The 2016 FHA Guidelines have some changes that may considerably affect the ability for potential homeowners to get qualified for mortgage loans. One of the biggest and most prominent changes that came through on the 2016 FHA Guidelines is how student loan debt is treated. The change put into place is that deferred student loan debt is now counted in the borrower’s debt to income ratio even if student loans have been deferred for 12 months or more. Up until this year, if you had deferred student loan debt of 12 months or more, it was exempt from debt to income calculations but not anymore. In order to calculate the amount used for your debt to income ratio you need to obtain what the monthly loan payment will be after the deferment period if not, 2% of the loan balance will be used in your debt to income calculation. For example, if you have $50,000 of deferred student loan debt and you don’t have a monthly payment amount, 2% or $1,000 will be used for debt to income ratio.
One of the most important factors used when trying to obtain a home mortgage loan is your credit score. Across all the different mortgage loan programs, there will be minimum credit scores needed in order to qualify for a loan. For example, convention loans overseen by Fannie Mae and Freddie Mac require a minimum of a 620 FICO credit score in order to qualify. Jumbo mortgage lenders will require a minimum FICO credit score of 680 given the size of the mortgage. Where FHA blows all other loan programs away is how lenient their minimum credit scores are. Per the 2016 FHA Guidelines if you are a borrower who is looking to qualify for a 3.5% down payment loan, the minimum credit score requirement is 580. Borrowers can even get approved with FICO scores of 500-579 but they will be required to put down 10%.
The 2016 FHA Guidelines also lay out all the different debt to income ratios for different borrower situations:
The 2016 FHA Guidelines lays out the amount of seller’s concessions you can have and exactly what these funds can be used for. The maximum amount of seller’s concessions that can be offered is 6% of the sale price of the home. Seller’s concessions cannot be used for your down payment, but can be used for other third-party fees such as appraisals, hazard insurance, and even to buy down your mortgage rate. Make sure when closing on your home loan you use every bit of the seller’s concession because if you don’t use it, it will go back to the seller. An experienced loan officer like myself can make sure not a penny is wasted, and you can reach me at888-900-1020 or email@example.com.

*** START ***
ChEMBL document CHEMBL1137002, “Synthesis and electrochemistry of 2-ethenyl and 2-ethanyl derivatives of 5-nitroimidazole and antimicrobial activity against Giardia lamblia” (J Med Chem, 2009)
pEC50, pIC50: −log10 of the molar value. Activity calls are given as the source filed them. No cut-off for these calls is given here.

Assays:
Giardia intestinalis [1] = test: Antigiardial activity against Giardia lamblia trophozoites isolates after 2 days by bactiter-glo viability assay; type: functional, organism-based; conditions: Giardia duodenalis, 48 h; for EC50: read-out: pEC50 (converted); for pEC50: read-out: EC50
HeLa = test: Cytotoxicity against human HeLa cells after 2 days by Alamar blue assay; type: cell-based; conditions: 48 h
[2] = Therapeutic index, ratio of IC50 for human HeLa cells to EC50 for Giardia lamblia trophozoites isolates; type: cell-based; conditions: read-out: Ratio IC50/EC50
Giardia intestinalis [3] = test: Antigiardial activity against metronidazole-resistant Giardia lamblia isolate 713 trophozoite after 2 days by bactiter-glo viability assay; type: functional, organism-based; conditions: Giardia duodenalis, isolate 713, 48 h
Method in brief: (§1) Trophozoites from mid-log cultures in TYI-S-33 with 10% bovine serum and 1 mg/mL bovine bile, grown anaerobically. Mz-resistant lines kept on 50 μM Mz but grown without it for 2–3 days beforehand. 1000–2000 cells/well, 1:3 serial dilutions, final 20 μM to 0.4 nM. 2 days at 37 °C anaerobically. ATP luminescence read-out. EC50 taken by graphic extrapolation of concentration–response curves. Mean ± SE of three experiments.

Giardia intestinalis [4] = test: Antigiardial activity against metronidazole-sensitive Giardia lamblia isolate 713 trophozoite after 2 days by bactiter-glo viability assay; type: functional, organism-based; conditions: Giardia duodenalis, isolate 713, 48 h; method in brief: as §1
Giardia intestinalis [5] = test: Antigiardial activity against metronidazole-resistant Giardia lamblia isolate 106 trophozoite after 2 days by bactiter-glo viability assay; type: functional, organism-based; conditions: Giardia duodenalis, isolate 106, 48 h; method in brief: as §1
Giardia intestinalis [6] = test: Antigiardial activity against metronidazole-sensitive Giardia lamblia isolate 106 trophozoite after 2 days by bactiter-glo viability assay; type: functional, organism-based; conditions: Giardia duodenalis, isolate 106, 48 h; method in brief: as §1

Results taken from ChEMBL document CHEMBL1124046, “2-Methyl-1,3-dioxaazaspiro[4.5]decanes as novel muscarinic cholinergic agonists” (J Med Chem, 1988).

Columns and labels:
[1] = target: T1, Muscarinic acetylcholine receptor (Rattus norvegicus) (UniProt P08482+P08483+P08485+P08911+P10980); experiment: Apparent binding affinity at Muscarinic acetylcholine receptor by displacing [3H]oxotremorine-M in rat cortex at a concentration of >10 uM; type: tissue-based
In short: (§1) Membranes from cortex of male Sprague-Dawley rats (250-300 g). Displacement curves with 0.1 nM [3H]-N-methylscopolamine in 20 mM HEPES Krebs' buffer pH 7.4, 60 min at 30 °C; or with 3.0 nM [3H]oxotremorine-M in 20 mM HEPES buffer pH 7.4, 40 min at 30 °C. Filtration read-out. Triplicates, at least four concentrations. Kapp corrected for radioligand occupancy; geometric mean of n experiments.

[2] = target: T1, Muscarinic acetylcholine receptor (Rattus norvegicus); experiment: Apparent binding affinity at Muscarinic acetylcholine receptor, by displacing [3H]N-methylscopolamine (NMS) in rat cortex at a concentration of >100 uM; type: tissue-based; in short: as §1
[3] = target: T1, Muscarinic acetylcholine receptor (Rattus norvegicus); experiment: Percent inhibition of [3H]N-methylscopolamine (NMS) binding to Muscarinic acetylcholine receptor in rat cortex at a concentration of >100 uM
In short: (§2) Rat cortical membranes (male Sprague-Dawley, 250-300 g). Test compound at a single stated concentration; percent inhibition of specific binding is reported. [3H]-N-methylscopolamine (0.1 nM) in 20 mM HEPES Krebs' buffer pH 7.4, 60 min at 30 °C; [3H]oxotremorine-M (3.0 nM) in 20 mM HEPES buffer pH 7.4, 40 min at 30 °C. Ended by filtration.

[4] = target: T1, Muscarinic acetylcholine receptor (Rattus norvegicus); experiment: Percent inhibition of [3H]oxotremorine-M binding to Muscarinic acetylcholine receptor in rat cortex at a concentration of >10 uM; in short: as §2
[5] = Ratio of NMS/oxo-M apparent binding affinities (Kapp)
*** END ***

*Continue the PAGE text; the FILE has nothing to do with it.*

If you have recently gone through a bankruptcy, 2016 FHA Guidelines will allow you to obtain a loan but there are some mandatory procedures in place. For a Chapter 7 Bankruptcy there is a mandatory waiting period of 2 years after discharge date. For a Chapter 13 Bankruptcy, you can get approved for a loan just 12 months into your repayment plan with trustee approval, or the day after your discharge date. With both cases, a manual underwrite will be needed and payments must be made timely for the time after the bankruptcy was filed. In terms of foreclosure, there is a 3 year waiting period that is needed after sheriff’s sale or the date the deed is taken out of your name. With a short sale the mandatory waiting period is also 3 years as well.
As you can see, there is a lot going on in the 2016 FHA Guidelines and having an experienced professional on your side is vital in getting you a pre-approval and a loan closed on your new home. If you are in the market for an FHA Loan and need an experienced professional dealing with 2016 FHA Guidelines please reach out to me at 888-900-1020 or email me at firstname.lastname@example.org.